A decade after completing a $135 million expansion project, Walker Art Center is in upheaval again. Bobcats and construction trucks prowl its western hillside. Most of the art from the Minneapolis Sculpture Garden is in storage. And seven top curators and department heads, plus numerous underlings, have resigned in the past 18 months.
The construction and garden projects, previously announced, are part of a two-year $33.3 million refurbishment that will include a new entrance pavilion with a cafe and improved circulation, vistas and amenities. While those changes are long-planned, the departure of so many key staff members at a crucial juncture is unusual enough to have sparked talk about the Walker’s direction.
In conversations, e-mails and online sites, some Walker watchers are expressing concern that it is losing top talent and suggesting that it’s too focused on cultivating its reputation on the national and international scene rather than presenting more events Minnesotans want to see.
“Of course we care about Minnesota and local audiences,” Walker executive director Olga Viso countered last week. “Our whole campus redesign is about engaging our local community.”
In interviews, Viso and her new artistic director, Fionn Meade, responded to the criticisms and sketched out the Walker’s ambitions and goals. They come from a strategic plan, five years in the making, that the center’s board approved 18 months ago, Viso said.
“In these moments when you have real clear direction, purpose and vision, the staff rallies around those priorities or may decide it’s time to move on,” Viso said. “I see it as natural and expected, and would not describe it as an upheaval. We saw departures pre and post the expansion 10 years ago, and it’s not unexpected when you see strong institutional pivots.”
Besides the landscape and building renovations, the plan envisions collaborative, cross-disciplinary programming — a yeasty mix of visual arts, design, performances and “moving image,” as the film department has been retitled. The center will maintain a strong online presence via a staff-curated website that commissions and gathers content from around the world as well as touting Walker programs.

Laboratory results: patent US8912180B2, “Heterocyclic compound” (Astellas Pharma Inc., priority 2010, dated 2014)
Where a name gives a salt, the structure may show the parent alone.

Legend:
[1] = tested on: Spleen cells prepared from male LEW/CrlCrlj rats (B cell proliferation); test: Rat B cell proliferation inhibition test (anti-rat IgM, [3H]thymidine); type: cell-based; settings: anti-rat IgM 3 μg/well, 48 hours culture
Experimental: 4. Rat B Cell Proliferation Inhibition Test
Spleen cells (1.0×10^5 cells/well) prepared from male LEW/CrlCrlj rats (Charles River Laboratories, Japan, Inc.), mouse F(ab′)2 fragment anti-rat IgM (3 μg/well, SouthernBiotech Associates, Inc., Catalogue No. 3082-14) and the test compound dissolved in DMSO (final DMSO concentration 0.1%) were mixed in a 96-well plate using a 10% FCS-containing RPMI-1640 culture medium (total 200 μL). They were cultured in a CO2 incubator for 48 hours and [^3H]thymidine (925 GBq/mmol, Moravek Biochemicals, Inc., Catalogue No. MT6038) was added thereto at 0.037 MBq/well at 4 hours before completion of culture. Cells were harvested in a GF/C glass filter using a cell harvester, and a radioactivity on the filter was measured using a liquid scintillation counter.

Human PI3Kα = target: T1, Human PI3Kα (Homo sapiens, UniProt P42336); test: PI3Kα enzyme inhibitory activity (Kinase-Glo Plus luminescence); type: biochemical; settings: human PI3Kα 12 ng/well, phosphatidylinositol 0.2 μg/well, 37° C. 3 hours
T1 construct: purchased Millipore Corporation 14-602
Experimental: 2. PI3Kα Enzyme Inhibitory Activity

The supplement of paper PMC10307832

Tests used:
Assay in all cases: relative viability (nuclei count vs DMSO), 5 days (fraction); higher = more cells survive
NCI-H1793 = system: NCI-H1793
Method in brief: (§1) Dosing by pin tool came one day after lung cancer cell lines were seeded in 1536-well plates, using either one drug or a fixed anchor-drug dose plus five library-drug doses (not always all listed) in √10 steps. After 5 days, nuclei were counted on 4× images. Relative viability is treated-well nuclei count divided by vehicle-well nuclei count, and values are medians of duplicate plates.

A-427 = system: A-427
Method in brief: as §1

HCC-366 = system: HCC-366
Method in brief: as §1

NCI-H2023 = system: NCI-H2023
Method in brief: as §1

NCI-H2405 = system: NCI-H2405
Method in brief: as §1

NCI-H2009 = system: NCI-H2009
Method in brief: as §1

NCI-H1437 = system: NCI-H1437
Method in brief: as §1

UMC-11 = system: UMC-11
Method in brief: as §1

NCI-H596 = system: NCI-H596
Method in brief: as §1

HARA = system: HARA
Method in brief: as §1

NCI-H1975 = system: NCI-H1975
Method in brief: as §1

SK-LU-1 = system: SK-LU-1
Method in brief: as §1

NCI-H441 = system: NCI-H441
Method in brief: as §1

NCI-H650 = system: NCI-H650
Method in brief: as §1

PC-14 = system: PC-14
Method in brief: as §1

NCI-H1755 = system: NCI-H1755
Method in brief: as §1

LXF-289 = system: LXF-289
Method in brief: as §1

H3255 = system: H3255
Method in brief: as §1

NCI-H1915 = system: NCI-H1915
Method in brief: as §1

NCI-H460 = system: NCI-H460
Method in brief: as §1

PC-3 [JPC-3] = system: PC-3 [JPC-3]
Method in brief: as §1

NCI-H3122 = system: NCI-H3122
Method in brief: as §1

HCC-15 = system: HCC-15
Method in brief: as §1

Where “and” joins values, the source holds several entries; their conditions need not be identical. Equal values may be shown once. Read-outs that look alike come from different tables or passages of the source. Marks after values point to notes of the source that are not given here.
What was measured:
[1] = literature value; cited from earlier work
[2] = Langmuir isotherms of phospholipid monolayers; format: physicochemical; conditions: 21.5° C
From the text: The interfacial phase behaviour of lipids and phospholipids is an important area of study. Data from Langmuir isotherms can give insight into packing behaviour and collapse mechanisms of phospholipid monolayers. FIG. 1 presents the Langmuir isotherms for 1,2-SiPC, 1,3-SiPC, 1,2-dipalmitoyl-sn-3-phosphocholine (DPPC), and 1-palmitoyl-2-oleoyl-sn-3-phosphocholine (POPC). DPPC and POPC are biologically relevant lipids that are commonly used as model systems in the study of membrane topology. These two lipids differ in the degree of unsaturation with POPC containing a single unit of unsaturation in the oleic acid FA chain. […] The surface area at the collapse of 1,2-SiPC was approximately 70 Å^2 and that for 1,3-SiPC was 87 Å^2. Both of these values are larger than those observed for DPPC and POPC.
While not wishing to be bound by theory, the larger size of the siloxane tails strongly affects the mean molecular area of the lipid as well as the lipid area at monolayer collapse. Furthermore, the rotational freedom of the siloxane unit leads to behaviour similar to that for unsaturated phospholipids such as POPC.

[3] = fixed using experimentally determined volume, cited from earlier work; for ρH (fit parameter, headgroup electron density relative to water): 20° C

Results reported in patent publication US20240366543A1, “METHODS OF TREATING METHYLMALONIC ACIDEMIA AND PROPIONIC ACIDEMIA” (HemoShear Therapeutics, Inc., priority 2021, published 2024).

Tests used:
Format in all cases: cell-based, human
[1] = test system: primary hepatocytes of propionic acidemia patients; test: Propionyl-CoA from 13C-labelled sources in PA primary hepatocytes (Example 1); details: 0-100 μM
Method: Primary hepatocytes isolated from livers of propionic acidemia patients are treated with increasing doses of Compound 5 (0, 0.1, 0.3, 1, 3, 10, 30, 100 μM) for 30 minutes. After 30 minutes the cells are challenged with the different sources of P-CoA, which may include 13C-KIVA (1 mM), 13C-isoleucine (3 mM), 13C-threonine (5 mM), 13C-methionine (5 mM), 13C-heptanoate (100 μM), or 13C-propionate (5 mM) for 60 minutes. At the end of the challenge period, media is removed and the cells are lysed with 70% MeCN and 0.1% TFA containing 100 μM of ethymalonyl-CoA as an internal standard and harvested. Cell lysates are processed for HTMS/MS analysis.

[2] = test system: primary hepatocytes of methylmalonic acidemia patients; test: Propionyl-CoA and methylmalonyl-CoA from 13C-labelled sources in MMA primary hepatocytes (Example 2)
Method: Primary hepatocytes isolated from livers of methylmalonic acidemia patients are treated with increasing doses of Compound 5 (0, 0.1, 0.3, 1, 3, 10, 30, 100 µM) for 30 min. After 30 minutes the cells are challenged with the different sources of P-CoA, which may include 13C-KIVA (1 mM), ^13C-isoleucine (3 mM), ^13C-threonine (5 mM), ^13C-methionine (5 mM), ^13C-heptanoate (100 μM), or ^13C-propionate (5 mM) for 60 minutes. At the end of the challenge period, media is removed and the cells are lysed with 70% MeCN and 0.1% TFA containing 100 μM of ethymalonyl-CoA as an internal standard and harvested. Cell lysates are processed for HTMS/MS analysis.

Scholarship to the fore
The Walker has been stirring that multimedia pot for decades, of course. But now research and scholarship will get a big push from international curators, scholars and writers brought to town for conferences, seminars and follow-up publications. Later this month, for example, about 20 artists and curators from the Whitney Museum and the Museum of Modern Art in New York and other mostly East and West Coast venues will gather for two days of talk about “Curating Performance.”
“It’s not just scholarship, it’s scholarship around interdisciplinary and cross-disciplinary practice,” Meade said. “This is a distinguishing aspect of the Walker that we can provide that other art museums don’t.”
A film scholar, writer and curator, Meade was hired in May 2014 as the Walker’s first “senior curator of cross-disciplinary platforms.” He quickly took over as chief curator, succeeding Darsie Alexander, who had left to run the Katonah Art Museum in suburban New York.
Five months ago that job was retitled “artistic director” and Meade was given oversight of the center’s collection and all curatorial departments including visual and performing arts, education, design and moving image.
The exhibition program will remain a mix of historical exhibits such as this summer’s “International Pop,” solo artist shows of new talent, mid- and late career retrospectives, and multimedia extravaganzas such as the upcoming 2017 “Merce Cunningham: Common Time,” which will include dance costumes, stage sets, music and performance videos.
“We’ll continue to publish the beautiful catalogs, stage 25 [performing arts] productions and 160 film screenings and eight to 10 exhibitions a year,” Meade said. “The program is as robust as it’s ever been, and that will continue.”
Change often triggers grumbling, even when employee turnover reinvigorates an institution. With the Walker’s prestigious imprimatur on their résumés, most of its senior departees got good jobs elsewhere. Two of the four curators who left are now directors of small museums, while the other two landed endowed curatorial posts at Pittsburgh museums.
“These transitions are neither surprising nor unexpected,” Viso said. “They were anticipated, welcomed and planned in some cases. Others were generational. If the senior curators don’t move, the junior curators don’t have any place to go.”
Until recently only two of the Walker’s key openings had been filled, the education curator and Meade’s position. Four more curatorial hires were announced last week, one a fellowship, the others at the assistant or associate level.
The Walker has long been known as a curatorial training ground. The new hires are likely to rise quickly and move on as their predecessors did.
“We hire great, ambitious people,” Viso said. “That they’re being recruited and moving on is something we’re proud of. We have a role in seeding the profession with leaders.”
Officials say that senior staff appointments will be announced this fall.
The building expansion and landscaping will be done in fall 2016, the sculpture garden renovation finished in 2017.
“This is a really exciting juncture for us as an institution,” Viso said. “There is a lot to be thankful for and a lot that’s coming to fruition very soon.”